Honfleur, Normandie, and the D-Day beaches
25.05.2007 - 25.05.2007 22 °C
For those of you paying attention, yes we slipped in a picture of Maddie in yesterday's blog. We miss the puppy and have seen a ton of dogs here. I'm sure she is having a good time at the Farmer household while we are gone.
Today, we slept a little later than normal or as planned...depending on your point of view.
Grabbed some snacks and pastries at the local market.
Drove to Caen to visit the Normandy Museum. Along the way, our 4 wheeled chariot needed some essence sans plomb (unleaded gas). I pumped 8 gallons which rang up a $52 bill. Now that's expensive gas! I'm glad I don't have to fill up my truck at those prices.
With a full tank, we managed to find the museum. It wasn't well marked from the street even though the building was massive with multiple flag poles in front. We just couldn't tell. Clueless Americans.
We walked around for over 3 hours inside. There were numerous WWII exhibits and movies to view. It was quite interesting to read actual WWII letters, study the invasion maps, and learn about Hitler's attempts to take over Europe and the USSR.
From the museum, we drove to Gold Beach which is one of the D-Day beaches where the actual German fortresses were still intact as part of the Atlantic Wall. It was hard to imagine the time, energy, and inginuity that went into building these massively elaborate concrete fortresses. It was said that Hitler's armies started building them almost two years before the US and British attacked. As we drove around the little towns, we imagined what it must have been like to live there during the war amongst the German armies. It's harder to imagine that it was less than 65 years ago when it was all happening. We realized how lucky we've been in our lifetime to have never had to live through a war on US soil.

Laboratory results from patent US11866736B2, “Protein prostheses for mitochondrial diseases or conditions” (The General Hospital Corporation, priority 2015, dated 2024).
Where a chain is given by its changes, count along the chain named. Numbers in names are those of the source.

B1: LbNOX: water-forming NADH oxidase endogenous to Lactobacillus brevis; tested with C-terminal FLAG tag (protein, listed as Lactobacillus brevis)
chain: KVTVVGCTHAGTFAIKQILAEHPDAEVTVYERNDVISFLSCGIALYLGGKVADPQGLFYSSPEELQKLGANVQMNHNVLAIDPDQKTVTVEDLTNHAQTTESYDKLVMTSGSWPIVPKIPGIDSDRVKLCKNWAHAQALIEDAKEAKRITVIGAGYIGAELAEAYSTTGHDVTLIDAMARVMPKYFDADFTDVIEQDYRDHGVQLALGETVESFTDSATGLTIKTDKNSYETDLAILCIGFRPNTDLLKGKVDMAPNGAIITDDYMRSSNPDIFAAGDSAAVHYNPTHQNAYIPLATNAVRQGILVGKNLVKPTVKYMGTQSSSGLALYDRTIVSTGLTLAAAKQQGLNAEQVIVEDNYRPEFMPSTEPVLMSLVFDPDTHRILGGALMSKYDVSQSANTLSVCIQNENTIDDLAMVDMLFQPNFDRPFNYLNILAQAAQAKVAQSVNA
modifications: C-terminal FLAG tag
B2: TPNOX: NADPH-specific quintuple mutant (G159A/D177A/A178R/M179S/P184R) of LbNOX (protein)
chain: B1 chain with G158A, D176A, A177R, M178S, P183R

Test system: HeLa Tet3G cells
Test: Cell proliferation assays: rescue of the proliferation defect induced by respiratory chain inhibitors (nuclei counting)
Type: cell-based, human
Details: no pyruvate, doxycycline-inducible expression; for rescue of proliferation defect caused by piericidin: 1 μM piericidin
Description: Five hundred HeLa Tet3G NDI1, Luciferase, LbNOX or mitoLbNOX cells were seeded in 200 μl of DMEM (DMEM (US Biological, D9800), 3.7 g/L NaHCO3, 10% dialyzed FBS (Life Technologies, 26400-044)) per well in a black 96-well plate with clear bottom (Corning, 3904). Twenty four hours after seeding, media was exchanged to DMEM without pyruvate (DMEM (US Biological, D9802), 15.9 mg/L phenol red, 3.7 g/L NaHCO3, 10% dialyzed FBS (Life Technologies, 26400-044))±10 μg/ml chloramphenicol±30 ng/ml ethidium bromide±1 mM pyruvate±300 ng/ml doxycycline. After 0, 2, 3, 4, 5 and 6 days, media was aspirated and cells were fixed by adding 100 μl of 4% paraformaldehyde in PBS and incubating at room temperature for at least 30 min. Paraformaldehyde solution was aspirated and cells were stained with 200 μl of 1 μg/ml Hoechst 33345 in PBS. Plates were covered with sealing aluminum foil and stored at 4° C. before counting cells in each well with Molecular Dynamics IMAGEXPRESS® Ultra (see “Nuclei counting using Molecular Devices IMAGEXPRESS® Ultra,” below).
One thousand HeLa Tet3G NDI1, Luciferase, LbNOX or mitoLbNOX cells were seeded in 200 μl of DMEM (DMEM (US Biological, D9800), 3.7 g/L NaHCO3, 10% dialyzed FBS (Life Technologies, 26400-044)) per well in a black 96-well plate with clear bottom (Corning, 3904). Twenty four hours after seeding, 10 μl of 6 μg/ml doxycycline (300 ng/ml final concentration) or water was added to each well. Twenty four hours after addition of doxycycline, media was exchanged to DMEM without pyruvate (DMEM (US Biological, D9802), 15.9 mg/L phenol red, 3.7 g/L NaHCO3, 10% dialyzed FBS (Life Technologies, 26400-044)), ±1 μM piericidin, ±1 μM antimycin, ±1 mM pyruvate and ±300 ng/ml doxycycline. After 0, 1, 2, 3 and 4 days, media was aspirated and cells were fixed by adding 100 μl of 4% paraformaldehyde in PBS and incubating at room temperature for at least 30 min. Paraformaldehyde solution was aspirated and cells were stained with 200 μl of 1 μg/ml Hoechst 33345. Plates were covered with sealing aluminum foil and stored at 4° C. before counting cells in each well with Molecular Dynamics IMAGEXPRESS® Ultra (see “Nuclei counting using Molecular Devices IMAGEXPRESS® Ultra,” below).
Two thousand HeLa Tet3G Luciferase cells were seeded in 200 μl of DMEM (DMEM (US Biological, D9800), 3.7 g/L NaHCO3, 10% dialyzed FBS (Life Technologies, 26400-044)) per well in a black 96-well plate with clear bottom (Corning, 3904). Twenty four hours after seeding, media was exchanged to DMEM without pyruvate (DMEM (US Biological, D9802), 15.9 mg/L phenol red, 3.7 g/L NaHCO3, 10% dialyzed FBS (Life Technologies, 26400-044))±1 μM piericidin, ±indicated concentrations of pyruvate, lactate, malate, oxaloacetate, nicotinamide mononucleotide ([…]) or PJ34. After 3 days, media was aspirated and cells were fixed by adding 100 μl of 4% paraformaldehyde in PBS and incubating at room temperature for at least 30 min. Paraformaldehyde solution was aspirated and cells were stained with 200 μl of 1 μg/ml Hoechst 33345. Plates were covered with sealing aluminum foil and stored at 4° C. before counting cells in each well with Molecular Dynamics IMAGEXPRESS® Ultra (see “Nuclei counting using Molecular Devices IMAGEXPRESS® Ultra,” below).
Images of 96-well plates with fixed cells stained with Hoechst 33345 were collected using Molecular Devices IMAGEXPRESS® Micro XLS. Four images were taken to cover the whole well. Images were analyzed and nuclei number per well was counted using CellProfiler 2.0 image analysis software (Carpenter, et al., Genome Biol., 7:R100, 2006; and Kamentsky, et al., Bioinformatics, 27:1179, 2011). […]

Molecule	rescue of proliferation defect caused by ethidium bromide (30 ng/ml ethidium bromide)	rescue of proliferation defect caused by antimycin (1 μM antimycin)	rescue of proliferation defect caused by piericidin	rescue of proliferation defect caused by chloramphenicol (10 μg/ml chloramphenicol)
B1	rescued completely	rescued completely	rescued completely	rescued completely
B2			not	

We then grove about 17 kilometers to Omaha beach, where the US National D-Day Cemetary is located. The cemetary was Megan's favorite attraction of the day. The grounds were green, lush, and immaculately maintained. The graveyards held over 9300 white crosses and Stars of David. The cemetary spanned over 170 acres above the ocean and the beach. It was a very moving experience.
From the cemetary, we decided to head back to Bayeux for dinner. Bayeux is a classic French town with narrow streets, buildings crammed together, and myriad street shops and eateries. Bayeux was the first town liberated by the D-day troops and it was captured with little destruction. Despite 200 choices, we picked a Cafe. The food was really good.
After dinner, we headed back to Honfluer. I wanted to avoid the Auto-route and take a more scenic road for our return trip. That didn't really work out. I took a wrong turn somewhere and got disoriented, but not lost, because as Dad would say, "I know I'm in Northern France roughly 70 km west of Honfleur and the deer trails always run North and South in these parts." I spied a sign for the Auto-route and so I gave in and headed to the toll way. About this time Megan arose from her slumber to pipe in with, "Why is it taking so long to get home?" I wasn't happy.
Once we hit the toll way, we were home in no time. Our trusty Hyundai Getz cruises along at 130 kph without complaint.
Just before dark, we walked along the harbor in front of our hotel. I liked the rotating bridge with wooden planking. Megan wasn't impressed.
That left us with a few moments to blog and surf the internet before sleepy time.